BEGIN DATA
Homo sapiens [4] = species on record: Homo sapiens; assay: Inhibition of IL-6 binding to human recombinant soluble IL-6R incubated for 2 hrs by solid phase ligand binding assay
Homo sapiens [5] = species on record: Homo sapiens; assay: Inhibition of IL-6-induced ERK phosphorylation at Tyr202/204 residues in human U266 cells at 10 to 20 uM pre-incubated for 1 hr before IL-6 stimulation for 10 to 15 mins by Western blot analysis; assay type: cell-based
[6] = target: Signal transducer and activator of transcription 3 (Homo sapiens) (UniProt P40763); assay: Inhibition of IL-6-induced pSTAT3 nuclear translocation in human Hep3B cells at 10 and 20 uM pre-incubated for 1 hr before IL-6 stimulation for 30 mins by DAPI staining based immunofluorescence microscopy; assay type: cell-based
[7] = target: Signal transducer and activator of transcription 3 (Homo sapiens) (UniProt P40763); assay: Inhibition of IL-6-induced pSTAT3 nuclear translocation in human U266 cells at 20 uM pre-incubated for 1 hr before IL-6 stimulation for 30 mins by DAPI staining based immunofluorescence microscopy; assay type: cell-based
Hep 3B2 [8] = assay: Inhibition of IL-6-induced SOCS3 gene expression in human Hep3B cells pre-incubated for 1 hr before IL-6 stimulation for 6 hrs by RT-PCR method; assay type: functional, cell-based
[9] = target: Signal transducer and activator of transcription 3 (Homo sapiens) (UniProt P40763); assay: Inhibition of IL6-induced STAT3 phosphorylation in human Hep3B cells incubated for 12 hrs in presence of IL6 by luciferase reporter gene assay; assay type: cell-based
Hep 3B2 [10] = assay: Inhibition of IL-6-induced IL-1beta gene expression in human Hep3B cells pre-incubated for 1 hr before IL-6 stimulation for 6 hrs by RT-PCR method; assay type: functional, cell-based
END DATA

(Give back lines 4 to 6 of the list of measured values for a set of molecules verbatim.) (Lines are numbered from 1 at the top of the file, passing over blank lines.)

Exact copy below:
[7] = target: Signal transducer and activator of transcription 3 (Homo sapiens) (UniProt P40763); assay: Inhibition of IL-6-induced pSTAT3 nuclear translocation in human U266 cells at 20 uM pre-incubated for 1 hr before IL-6 stimulation for 30 mins by DAPI staining based immunofluorescence microscopy; assay type: cell-based
Hep 3B2 [8] = assay: Inhibition of IL-6-induced SOCS3 gene expression in human Hep3B cells pre-incubated for 1 hr before IL-6 stimulation for 6 hrs by RT-PCR method; assay type: functional, cell-based
[9] = target: Signal transducer and activator of transcription 3 (Homo sapiens) (UniProt P40763); assay: Inhibition of IL6-induced STAT3 phosphorylation in human Hep3B cells incubated for 12 hrs in presence of IL6 by luciferase reporter gene assay; assay type: cell-based